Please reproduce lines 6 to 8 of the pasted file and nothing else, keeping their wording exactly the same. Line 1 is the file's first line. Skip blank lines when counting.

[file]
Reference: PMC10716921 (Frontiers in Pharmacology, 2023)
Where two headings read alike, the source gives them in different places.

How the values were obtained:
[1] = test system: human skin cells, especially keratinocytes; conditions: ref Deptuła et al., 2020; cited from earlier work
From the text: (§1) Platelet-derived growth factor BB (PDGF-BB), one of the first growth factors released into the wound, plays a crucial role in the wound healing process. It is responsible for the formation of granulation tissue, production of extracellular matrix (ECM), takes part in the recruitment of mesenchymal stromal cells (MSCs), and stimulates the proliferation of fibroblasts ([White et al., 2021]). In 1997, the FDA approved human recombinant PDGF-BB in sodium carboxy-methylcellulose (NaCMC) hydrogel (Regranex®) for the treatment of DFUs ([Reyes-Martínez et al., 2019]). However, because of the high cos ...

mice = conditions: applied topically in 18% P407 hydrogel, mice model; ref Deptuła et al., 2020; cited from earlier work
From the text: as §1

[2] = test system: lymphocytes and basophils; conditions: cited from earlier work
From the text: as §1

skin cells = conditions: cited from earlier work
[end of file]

mice = conditions: applied topically in 18% P407 hydrogel, mice model; ref Deptuła et al., 2020; cited from earlier work
From the text: as §1

[2] = test system: lymphocytes and basophils; conditions: cited from earlier work